Obama, Congress denounce Uganda anti-gay bill

[JURIST] US President Barack Obama and Secretary of State Hilary Clinton [official website] on Thursday denounced proposed legislation in the Ugandan parliament [official website] that would implement harsh punishments for homosexual behavior, including the death penalty in some circumstances. Obama called the the proposed bill "odious" and said, "we may disagree about gay marriage, but surely we can agree that it's unconscionable to target gays and lesbians for who they are."



Obama and Clinton's criticism comes a day after US House of Representatives Committee on Foreign Affairs [official website] introduced a congressional resolution [resolution, PDF] condemning the Ugandan bill.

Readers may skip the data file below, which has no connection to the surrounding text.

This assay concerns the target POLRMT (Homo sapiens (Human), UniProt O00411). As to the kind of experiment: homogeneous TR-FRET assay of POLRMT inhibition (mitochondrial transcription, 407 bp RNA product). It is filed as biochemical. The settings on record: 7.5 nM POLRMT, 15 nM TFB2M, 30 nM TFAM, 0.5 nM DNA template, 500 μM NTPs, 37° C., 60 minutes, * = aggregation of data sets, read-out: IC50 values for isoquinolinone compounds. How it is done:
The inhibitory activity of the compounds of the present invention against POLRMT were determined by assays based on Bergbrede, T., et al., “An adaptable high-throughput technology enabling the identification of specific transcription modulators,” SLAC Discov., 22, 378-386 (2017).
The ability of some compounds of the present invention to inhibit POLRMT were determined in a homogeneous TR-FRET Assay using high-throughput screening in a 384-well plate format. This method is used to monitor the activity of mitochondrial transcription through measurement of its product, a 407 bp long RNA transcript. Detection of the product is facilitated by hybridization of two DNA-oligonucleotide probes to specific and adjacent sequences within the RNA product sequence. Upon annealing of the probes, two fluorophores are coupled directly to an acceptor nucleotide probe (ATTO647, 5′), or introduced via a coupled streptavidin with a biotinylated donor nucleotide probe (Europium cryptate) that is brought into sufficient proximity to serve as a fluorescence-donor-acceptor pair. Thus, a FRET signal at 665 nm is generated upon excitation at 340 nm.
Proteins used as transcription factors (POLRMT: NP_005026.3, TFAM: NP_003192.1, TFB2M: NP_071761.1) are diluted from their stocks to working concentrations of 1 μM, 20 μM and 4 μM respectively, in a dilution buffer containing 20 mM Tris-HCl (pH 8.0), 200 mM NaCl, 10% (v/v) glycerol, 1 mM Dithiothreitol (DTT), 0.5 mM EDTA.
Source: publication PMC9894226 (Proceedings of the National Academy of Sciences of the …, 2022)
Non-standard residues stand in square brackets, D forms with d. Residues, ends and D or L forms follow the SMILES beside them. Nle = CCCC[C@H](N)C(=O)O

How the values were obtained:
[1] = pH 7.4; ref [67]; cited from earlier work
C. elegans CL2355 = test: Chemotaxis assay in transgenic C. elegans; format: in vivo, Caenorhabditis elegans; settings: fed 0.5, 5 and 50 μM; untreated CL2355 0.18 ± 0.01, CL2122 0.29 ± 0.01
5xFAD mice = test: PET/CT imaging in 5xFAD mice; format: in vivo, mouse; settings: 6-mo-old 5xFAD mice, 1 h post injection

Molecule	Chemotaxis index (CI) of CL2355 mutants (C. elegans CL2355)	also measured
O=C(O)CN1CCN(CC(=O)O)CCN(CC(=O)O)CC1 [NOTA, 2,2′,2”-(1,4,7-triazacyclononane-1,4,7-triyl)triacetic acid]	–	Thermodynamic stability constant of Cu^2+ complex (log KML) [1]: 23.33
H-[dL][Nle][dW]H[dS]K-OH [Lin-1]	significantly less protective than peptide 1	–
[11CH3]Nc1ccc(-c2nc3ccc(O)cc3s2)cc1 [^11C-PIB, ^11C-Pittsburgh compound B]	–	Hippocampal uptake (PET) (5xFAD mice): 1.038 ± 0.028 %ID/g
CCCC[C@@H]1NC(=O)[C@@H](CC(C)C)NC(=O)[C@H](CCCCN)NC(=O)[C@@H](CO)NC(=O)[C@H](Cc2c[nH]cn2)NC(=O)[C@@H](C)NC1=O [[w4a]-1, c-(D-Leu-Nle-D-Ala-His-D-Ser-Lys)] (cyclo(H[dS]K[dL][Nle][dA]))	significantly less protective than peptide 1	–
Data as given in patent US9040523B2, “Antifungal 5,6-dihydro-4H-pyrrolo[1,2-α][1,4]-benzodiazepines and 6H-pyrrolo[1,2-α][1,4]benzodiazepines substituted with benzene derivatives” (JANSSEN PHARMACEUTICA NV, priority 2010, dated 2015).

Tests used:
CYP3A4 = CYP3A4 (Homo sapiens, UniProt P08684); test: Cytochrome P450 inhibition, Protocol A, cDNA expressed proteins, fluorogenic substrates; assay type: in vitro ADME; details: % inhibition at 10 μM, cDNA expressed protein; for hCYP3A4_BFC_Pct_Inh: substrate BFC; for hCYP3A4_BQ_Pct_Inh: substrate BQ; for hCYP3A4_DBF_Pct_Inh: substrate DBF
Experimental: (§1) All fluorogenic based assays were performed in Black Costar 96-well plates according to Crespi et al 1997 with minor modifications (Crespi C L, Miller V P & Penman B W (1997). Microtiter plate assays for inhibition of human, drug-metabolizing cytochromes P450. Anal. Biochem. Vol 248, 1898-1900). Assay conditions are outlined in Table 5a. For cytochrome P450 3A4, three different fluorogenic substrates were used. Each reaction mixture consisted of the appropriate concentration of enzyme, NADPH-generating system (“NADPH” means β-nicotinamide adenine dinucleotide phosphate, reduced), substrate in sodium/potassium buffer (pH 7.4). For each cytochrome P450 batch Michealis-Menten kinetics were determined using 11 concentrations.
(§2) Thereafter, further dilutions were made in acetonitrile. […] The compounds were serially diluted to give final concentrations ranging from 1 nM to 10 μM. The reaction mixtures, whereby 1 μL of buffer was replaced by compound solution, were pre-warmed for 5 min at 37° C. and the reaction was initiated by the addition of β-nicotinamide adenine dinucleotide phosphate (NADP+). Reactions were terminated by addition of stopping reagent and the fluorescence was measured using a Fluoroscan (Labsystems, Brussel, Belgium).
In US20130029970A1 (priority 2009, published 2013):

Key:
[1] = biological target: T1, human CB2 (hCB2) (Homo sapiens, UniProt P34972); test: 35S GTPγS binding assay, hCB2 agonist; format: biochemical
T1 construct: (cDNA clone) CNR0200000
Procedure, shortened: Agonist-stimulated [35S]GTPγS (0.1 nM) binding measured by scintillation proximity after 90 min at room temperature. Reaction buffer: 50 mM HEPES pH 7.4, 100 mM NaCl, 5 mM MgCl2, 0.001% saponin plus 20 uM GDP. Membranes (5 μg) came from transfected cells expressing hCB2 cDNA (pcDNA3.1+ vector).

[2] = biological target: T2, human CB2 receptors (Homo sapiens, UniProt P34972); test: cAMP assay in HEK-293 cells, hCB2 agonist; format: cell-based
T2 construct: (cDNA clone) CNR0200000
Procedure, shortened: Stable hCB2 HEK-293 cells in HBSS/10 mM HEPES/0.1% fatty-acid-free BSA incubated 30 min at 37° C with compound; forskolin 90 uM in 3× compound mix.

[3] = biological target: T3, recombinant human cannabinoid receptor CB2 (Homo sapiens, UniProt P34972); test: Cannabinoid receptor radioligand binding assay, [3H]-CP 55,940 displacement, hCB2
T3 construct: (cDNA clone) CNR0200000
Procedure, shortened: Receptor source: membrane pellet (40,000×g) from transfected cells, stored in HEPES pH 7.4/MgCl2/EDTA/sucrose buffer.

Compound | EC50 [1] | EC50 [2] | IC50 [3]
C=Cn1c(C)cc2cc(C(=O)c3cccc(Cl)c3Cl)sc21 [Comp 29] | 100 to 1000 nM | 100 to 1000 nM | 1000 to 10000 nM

The US is not the only one criticizing Uganda over the proposed anti-gay bill. In January, UN High Commissioner for Human Rights Navi Pillay [official profile] said the bill was discriminatory [JURIST report] and could harm Uganda's reputation internationally. In addition to same-sex sexual relations, the bill also imposes punishments of up to three years in prison for those who fail to report the identity of a person who is lesbian, gay, bisexual or transgendered within 24 hours, including family members. The bill has come under fire since it was introduced [BBC report] in October by David Bahati, a MP from the ruling National Resistance Movement (NRM) [party website]. Uganda currently criminalizes [BBC report] homosexual behavior with up to 14 years in prison. The Ugandan parliament is expected to debate the bill in late February or early March.



 

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